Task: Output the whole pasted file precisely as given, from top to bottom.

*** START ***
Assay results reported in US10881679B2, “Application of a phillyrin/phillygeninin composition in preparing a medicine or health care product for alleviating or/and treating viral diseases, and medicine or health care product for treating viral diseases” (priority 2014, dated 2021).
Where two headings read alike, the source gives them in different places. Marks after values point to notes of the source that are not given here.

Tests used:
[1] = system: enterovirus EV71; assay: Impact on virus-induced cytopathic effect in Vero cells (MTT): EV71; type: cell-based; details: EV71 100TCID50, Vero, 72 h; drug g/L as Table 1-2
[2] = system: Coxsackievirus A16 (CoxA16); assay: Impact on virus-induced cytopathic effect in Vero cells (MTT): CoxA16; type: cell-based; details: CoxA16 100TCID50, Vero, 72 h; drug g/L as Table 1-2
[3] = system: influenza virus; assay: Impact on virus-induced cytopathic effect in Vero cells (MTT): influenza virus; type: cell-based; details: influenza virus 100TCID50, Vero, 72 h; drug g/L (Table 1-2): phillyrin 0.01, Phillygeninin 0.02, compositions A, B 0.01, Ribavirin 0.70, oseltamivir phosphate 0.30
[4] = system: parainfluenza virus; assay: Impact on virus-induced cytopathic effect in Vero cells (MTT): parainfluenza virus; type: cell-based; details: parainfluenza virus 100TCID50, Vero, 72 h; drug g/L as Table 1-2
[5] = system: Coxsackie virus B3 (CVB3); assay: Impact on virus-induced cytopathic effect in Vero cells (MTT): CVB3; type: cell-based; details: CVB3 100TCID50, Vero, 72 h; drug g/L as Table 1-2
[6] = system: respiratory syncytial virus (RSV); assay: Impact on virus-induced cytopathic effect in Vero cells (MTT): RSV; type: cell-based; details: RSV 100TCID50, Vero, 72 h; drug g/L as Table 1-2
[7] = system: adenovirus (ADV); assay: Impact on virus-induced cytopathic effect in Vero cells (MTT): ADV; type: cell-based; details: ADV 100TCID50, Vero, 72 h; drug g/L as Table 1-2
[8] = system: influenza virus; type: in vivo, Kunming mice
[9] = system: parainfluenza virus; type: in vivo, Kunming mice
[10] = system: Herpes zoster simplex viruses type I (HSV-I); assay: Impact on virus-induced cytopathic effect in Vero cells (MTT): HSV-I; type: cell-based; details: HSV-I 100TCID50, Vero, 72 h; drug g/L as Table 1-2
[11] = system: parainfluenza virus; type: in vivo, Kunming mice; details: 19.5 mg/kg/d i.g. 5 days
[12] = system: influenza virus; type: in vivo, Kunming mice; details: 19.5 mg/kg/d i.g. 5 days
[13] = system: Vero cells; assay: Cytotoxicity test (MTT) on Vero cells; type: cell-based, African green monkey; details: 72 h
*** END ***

Assay results reported in US10881679B2, “Application of a phillyrin/phillygeninin composition in preparing a medicine or health care product for alleviating or/and treating viral diseases, and medicine or health care product for treating viral diseases” (priority 2014, dated 2021).
Where two headings read alike, the source gives them in different places. Marks after values point to notes of the source that are not given here.

Tests used:
[1] = system: enterovirus EV71; assay: Impact on virus-induced cytopathic effect in Vero cells (MTT): EV71; type: cell-based; details: EV71 100TCID50, Vero, 72 h; drug g/L as Table 1-2
[2] = system: Coxsackievirus A16 (CoxA16); assay: Impact on virus-induced cytopathic effect in Vero cells (MTT): CoxA16; type: cell-based; details: CoxA16 100TCID50, Vero, 72 h; drug g/L as Table 1-2
[3] = system: influenza virus; assay: Impact on virus-induced cytopathic effect in Vero cells (MTT): influenza virus; type: cell-based; details: influenza virus 100TCID50, Vero, 72 h; drug g/L (Table 1-2): phillyrin 0.01, Phillygeninin 0.02, compositions A, B 0.01, Ribavirin 0.70, oseltamivir phosphate 0.30
[4] = system: parainfluenza virus; assay: Impact on virus-induced cytopathic effect in Vero cells (MTT): parainfluenza virus; type: cell-based; details: parainfluenza virus 100TCID50, Vero, 72 h; drug g/L as Table 1-2
[5] = system: Coxsackie virus B3 (CVB3); assay: Impact on virus-induced cytopathic effect in Vero cells (MTT): CVB3; type: cell-based; details: CVB3 100TCID50, Vero, 72 h; drug g/L as Table 1-2
[6] = system: respiratory syncytial virus (RSV); assay: Impact on virus-induced cytopathic effect in Vero cells (MTT): RSV; type: cell-based; details: RSV 100TCID50, Vero, 72 h; drug g/L as Table 1-2
[7] = system: adenovirus (ADV); assay: Impact on virus-induced cytopathic effect in Vero cells (MTT): ADV; type: cell-based; details: ADV 100TCID50, Vero, 72 h; drug g/L as Table 1-2
[8] = system: influenza virus; type: in vivo, Kunming mice
[9] = system: parainfluenza virus; type: in vivo, Kunming mice
[10] = system: Herpes zoster simplex viruses type I (HSV-I); assay: Impact on virus-induced cytopathic effect in Vero cells (MTT): HSV-I; type: cell-based; details: HSV-I 100TCID50, Vero, 72 h; drug g/L as Table 1-2
[11] = system: parainfluenza virus; type: in vivo, Kunming mice; details: 19.5 mg/kg/d i.g. 5 days
[12] = system: influenza virus; type: in vivo, Kunming mice; details: 19.5 mg/kg/d i.g. 5 days
[13] = system: Vero cells; assay: Cytotoxicity test (MTT) on Vero cells; type: cell-based, African green monkey; details: 72 h